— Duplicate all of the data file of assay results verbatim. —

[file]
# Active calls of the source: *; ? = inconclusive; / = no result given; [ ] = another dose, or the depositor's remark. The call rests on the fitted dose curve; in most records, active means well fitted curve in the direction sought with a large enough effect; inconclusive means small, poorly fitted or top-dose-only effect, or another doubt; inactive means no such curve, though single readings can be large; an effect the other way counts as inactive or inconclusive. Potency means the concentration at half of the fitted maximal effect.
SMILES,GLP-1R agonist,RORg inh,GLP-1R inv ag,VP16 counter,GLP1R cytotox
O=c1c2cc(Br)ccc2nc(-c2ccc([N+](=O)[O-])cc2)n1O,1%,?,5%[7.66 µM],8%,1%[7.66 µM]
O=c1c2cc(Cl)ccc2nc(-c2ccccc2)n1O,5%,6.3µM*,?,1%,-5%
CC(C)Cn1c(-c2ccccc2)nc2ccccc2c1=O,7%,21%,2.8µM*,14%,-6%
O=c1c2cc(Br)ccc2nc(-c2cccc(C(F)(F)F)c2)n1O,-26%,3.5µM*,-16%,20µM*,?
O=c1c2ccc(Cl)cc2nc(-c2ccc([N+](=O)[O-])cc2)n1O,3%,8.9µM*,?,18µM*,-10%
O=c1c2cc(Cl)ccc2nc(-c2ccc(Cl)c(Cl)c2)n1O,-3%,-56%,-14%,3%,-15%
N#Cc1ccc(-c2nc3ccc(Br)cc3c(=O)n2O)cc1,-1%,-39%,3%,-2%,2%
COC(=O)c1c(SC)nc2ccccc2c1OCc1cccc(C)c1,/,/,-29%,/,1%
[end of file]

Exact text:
# Active calls of the source: *; ? = inconclusive; / = no result given; [ ] = another dose, or the depositor's remark. The call rests on the fitted dose curve; in most records, active means well fitted curve in the direction sought with a large enough effect; inconclusive means small, poorly fitted or top-dose-only effect, or another doubt; inactive means no such curve, though single readings can be large; an effect the other way counts as inactive or inconclusive. Potency means the concentration at half of the fitted maximal effect.
SMILES,GLP-1R agonist,RORg inh,GLP-1R inv ag,VP16 counter,GLP1R cytotox
O=c1c2cc(Br)ccc2nc(-c2ccc([N+](=O)[O-])cc2)n1O,1%,?,5%[7.66 µM],8%,1%[7.66 µM]
O=c1c2cc(Cl)ccc2nc(-c2ccccc2)n1O,5%,6.3µM*,?,1%,-5%
CC(C)Cn1c(-c2ccccc2)nc2ccccc2c1=O,7%,21%,2.8µM*,14%,-6%
O=c1c2cc(Br)ccc2nc(-c2cccc(C(F)(F)F)c2)n1O,-26%,3.5µM*,-16%,20µM*,?
O=c1c2ccc(Cl)cc2nc(-c2ccc([N+](=O)[O-])cc2)n1O,3%,8.9µM*,?,18µM*,-10%
O=c1c2cc(Cl)ccc2nc(-c2ccc(Cl)c(Cl)c2)n1O,-3%,-56%,-14%,3%,-15%
N#Cc1ccc(-c2nc3ccc(Br)cc3c(=O)n2O)cc1,-1%,-39%,3%,-2%,2%
COC(=O)c1c(SC)nc2ccccc2c1OCc1cccc(C)c1,/,/,-29%,/,1%